Gain control over the supply chain flow and these problems can be removed along with all the extra costs associated with short production lead-times or other shortfalls.
“In a marketing relay race, it is not how fast you run that counts but how well you pass the baton.”
Take out waste
What do I mean by waste? Well very simply it is any cost that does not directly or indirectly contribute any value to the final solution. There are many ways you can identify waste. Here are a few examples:
- Teams spending too long in meetings where limited actions are taken (resource waste)
- Solution goes through multiple changes (duplication waste)
- Delays happen due to late or delayed approvals (process waste)
- Use of third parties that are just passing information from one party to another but not impacting the final solution (layer waste)
- Too many solutions are created (production waste)
- The wrong solutions are delivered (planning waste)
“Focus on looking for marketing waste and you will find it everywhere. Change your mind-set and transform the marketing procurement function.”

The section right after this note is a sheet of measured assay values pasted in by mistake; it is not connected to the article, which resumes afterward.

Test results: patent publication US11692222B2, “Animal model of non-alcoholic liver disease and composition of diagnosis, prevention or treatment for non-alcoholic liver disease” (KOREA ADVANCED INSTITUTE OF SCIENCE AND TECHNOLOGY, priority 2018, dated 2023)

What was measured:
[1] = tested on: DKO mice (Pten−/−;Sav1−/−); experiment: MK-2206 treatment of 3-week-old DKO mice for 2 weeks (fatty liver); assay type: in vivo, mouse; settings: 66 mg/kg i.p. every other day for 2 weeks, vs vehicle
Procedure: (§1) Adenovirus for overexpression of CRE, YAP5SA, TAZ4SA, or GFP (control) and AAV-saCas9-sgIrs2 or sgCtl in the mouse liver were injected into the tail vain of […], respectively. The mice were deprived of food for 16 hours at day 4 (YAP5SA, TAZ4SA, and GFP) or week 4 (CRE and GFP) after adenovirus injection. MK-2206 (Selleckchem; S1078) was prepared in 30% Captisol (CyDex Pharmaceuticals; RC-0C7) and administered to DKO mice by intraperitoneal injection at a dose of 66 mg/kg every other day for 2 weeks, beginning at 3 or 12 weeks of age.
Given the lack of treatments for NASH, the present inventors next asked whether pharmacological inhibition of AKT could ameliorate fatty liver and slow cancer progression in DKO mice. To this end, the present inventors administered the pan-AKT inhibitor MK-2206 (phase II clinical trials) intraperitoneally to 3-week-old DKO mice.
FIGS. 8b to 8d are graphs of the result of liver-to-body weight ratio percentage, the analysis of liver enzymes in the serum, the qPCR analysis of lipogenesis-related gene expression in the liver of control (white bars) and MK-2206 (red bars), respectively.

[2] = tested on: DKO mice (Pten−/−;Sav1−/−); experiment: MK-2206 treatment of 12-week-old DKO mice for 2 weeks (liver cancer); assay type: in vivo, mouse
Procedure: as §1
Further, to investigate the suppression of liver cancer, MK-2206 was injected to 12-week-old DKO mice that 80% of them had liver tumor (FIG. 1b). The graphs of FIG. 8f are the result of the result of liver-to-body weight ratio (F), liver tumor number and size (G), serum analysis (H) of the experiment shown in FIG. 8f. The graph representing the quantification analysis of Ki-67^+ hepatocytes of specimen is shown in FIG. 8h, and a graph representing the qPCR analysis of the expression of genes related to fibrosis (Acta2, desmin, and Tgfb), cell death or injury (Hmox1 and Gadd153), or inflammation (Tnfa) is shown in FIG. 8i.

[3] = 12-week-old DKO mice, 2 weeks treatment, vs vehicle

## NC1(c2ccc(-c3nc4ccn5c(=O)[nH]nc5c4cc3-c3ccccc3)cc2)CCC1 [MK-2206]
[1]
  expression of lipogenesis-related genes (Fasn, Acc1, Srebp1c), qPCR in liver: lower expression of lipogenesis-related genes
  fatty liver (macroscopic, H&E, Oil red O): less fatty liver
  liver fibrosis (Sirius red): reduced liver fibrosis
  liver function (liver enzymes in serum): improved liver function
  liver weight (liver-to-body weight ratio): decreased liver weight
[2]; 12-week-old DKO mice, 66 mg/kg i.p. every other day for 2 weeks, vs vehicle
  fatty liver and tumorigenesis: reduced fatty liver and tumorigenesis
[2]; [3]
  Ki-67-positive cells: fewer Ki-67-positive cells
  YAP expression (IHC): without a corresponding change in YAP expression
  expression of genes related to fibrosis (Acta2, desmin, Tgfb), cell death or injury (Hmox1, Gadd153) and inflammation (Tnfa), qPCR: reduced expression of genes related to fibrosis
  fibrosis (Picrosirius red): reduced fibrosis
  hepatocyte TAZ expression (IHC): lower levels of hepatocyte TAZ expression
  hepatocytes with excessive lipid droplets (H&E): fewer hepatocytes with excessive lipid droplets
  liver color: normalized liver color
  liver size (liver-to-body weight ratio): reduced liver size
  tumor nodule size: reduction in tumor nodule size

This is a hard one and I do not envy the challenge that many of these very capable marketing procurement professionals face in trying to deliver additional value to the business. However, you must adopt a mind-set where you seek to become the most informed individual in the supply chain. By achieving this, you will be able to focus on removing waste and in so doing, to gain the commitment, support and data that you need from all stakeholders, both internal and external, to establish a lean supply chain that is subject to continuous improvement.
So, the next time an email arrives or the phone rings, consider this. Is this an opportunity to gain further data, insights and knowledge? To succeed, you need to be open to learning something new every day, so embrace every opportunity to network, find those hidden areas and unlock that additional value.
If you would like more information on how LG&P and LeanPie can transform your shopper marketing supply chain, please feel free to contact David at firstname.lastname@example.org